On July 27, 2015, whirling disease was confirmed in rainbow trout collected from Watauga River in Watauga County– the first occurrence of the disease in North Carolina. Whirling disease affects fish in the trout and salmon family with rainbow and brook trout, two species found in North Carolina waters, being the most susceptible. The disease, caused by the microscopic parasite Myxobolus cerebralis, damages cartilage and skeletal tissue in trout, causing them to swim in a whirling motion.
While often fatal to juvenile trout, the disease does not infect humans or pets, and eating an infected fish is not known to cause any harmful effects.
Over the next few weeks, Wildlife Commission staff will be collecting trout from Commission-owned hatcheries, as well as from the Watauga River and tributary streams. Staff will send the collected fish to the Fish Disease Laboratory at Auburn University for testing. Staff is working closely with N.C. Department of Agriculture and Consumer Services to sample commercial aquaculture operations in the area where the infected trout were found.
Bookmark this page and check back frequently as we will update this page as test results and more information about whirling disease in North Carolina becomes available.
N.C. Wildlife Resources Commission's Whirling Disease Response Plan from N.C. Wildlife on Vimeo.
Even if a fish looks fine on the outside, it may carry the whirling disease parasite or other pathogens, and can introduce disease. Illegal stockings can result in unwanted introductions that can have irreversible consequences. The Commission requires a stocking permit to stock any fish into North Carolina’s public waters.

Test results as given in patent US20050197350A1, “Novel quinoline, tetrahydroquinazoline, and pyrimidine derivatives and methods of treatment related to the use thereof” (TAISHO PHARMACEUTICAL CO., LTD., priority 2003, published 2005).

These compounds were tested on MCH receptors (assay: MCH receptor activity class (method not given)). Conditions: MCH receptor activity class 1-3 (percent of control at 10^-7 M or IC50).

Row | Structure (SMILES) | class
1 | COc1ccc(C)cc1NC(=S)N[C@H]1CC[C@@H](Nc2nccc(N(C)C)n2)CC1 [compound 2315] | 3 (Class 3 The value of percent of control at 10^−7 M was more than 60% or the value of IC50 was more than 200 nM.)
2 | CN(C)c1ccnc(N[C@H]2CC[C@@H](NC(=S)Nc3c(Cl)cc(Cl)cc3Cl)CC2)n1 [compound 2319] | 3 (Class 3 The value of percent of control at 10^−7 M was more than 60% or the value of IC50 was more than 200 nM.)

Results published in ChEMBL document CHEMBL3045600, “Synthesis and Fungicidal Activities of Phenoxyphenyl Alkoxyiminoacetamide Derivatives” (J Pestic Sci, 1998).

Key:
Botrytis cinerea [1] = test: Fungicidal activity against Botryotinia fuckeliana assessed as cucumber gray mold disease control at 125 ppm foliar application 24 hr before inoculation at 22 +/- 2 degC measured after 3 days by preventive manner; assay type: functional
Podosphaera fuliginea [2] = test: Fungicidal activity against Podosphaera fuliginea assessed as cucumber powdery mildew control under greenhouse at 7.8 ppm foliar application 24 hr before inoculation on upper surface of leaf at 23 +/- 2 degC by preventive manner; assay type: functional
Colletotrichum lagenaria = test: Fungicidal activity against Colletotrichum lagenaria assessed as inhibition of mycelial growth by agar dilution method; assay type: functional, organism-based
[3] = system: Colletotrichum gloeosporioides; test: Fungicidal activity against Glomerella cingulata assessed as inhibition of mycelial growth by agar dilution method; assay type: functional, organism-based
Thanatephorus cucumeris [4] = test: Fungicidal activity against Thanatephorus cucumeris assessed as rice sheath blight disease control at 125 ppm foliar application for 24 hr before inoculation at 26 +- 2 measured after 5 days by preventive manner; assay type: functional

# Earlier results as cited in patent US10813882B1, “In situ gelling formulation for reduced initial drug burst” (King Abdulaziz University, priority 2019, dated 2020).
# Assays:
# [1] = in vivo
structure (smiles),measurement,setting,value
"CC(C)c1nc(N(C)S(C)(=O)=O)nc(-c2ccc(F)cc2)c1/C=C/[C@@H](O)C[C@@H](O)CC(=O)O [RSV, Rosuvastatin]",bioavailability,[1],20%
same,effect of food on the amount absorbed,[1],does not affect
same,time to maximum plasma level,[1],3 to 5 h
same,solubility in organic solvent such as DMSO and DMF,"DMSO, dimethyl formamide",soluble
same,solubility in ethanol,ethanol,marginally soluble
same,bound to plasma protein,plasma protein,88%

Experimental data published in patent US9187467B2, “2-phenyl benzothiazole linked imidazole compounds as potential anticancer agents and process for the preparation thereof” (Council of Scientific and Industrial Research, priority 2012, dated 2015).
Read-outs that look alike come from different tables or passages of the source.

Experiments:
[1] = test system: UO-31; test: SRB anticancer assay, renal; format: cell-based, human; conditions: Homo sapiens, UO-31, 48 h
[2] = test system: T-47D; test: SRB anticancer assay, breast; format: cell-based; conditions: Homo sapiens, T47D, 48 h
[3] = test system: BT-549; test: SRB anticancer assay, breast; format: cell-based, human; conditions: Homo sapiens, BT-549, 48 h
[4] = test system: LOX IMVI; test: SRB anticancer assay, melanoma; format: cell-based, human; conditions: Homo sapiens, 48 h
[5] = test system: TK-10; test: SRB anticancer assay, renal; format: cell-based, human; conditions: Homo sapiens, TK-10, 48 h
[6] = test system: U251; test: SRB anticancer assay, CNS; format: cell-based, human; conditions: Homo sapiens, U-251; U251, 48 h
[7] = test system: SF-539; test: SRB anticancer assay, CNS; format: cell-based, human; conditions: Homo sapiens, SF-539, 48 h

Rinse all mud and debris from equipment and wading gear, and drain water from boats before leaving the area where you’ve been fishing. The spores of the whirling disease parasite are known to adhere to these kinds of materials and can potentially be carried on gear from one stream to another. Careful cleaning using disinfectants such as household bleach will kill all forms of the parasite and reduces the risk of spreading this and other aquatic nuisance species. Remember to rinse your equipment thoroughly after using bleach to prevent this chemical from entering bodies of water.
Dry disposal is best; dispose of the carcass in the garbage, by deep burying, or by total burning. Please do not dispose of fish heads, skeletons or entrails in any body of water. This can spread parasites and disease. Also, don’t discard entrails or heads of fish down a garbage disposal. The whirling disease parasite can survive most water treatment plants and infect areas downstream.
For additional questions, email firstname.lastname@example.org.